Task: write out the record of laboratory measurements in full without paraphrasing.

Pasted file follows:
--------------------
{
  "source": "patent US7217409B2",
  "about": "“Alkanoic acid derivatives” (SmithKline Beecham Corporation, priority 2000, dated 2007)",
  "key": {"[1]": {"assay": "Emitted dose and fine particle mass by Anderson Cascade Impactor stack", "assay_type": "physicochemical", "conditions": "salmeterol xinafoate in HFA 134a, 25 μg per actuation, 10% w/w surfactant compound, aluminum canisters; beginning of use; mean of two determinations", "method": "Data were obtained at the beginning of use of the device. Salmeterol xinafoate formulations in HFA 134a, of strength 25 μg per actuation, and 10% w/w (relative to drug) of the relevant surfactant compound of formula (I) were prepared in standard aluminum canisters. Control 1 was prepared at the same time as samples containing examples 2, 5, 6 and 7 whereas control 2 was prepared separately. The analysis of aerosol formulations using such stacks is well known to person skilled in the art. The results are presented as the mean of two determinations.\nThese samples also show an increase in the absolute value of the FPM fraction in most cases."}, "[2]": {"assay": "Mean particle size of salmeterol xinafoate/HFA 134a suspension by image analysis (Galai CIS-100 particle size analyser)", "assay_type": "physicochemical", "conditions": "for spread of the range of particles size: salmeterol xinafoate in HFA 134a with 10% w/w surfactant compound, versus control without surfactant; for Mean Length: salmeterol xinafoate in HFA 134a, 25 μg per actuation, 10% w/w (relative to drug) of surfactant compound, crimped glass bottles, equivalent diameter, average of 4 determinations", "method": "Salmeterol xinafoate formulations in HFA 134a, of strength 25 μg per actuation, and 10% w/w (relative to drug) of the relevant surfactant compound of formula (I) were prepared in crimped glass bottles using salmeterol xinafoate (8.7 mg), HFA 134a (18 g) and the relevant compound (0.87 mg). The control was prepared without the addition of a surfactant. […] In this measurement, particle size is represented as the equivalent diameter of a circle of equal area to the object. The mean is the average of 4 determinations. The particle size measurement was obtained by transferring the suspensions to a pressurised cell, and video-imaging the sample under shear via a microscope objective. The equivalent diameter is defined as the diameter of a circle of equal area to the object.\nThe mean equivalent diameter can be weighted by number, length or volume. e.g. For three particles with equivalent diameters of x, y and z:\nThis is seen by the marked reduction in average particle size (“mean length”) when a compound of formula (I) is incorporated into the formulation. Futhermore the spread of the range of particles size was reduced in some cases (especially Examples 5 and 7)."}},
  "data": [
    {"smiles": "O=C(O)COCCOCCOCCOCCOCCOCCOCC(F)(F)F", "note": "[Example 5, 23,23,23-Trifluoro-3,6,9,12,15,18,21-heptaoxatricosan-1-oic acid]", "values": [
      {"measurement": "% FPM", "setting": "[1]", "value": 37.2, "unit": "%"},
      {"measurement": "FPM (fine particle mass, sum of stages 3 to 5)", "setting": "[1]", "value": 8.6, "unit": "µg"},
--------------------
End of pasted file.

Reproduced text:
{
  "source": "patent US7217409B2",
  "about": "“Alkanoic acid derivatives” (SmithKline Beecham Corporation, priority 2000, dated 2007)",
  "key": {"[1]": {"assay": "Emitted dose and fine particle mass by Anderson Cascade Impactor stack", "assay_type": "physicochemical", "conditions": "salmeterol xinafoate in HFA 134a, 25 μg per actuation, 10% w/w surfactant compound, aluminum canisters; beginning of use; mean of two determinations", "method": "Data were obtained at the beginning of use of the device. Salmeterol xinafoate formulations in HFA 134a, of strength 25 μg per actuation, and 10% w/w (relative to drug) of the relevant surfactant compound of formula (I) were prepared in standard aluminum canisters. Control 1 was prepared at the same time as samples containing examples 2, 5, 6 and 7 whereas control 2 was prepared separately. The analysis of aerosol formulations using such stacks is well known to person skilled in the art. The results are presented as the mean of two determinations.\nThese samples also show an increase in the absolute value of the FPM fraction in most cases."}, "[2]": {"assay": "Mean particle size of salmeterol xinafoate/HFA 134a suspension by image analysis (Galai CIS-100 particle size analyser)", "assay_type": "physicochemical", "conditions": "for spread of the range of particles size: salmeterol xinafoate in HFA 134a with 10% w/w surfactant compound, versus control without surfactant; for Mean Length: salmeterol xinafoate in HFA 134a, 25 μg per actuation, 10% w/w (relative to drug) of surfactant compound, crimped glass bottles, equivalent diameter, average of 4 determinations", "method": "Salmeterol xinafoate formulations in HFA 134a, of strength 25 μg per actuation, and 10% w/w (relative to drug) of the relevant surfactant compound of formula (I) were prepared in crimped glass bottles using salmeterol xinafoate (8.7 mg), HFA 134a (18 g) and the relevant compound (0.87 mg). The control was prepared without the addition of a surfactant. […] In this measurement, particle size is represented as the equivalent diameter of a circle of equal area to the object. The mean is the average of 4 determinations. The particle size measurement was obtained by transferring the suspensions to a pressurised cell, and video-imaging the sample under shear via a microscope objective. The equivalent diameter is defined as the diameter of a circle of equal area to the object.\nThe mean equivalent diameter can be weighted by number, length or volume. e.g. For three particles with equivalent diameters of x, y and z:\nThis is seen by the marked reduction in average particle size (“mean length”) when a compound of formula (I) is incorporated into the formulation. Futhermore the spread of the range of particles size was reduced in some cases (especially Examples 5 and 7)."}},
  "data": [
    {"smiles": "O=C(O)COCCOCCOCCOCCOCCOCCOCC(F)(F)F", "note": "[Example 5, 23,23,23-Trifluoro-3,6,9,12,15,18,21-heptaoxatricosan-1-oic acid]", "values": [
      {"measurement": "% FPM", "setting": "[1]", "value": 37.2, "unit": "%"},
      {"measurement": "FPM (fine particle mass, sum of stages 3 to 5)", "setting": "[1]", "value": 8.6, "unit": "µg"},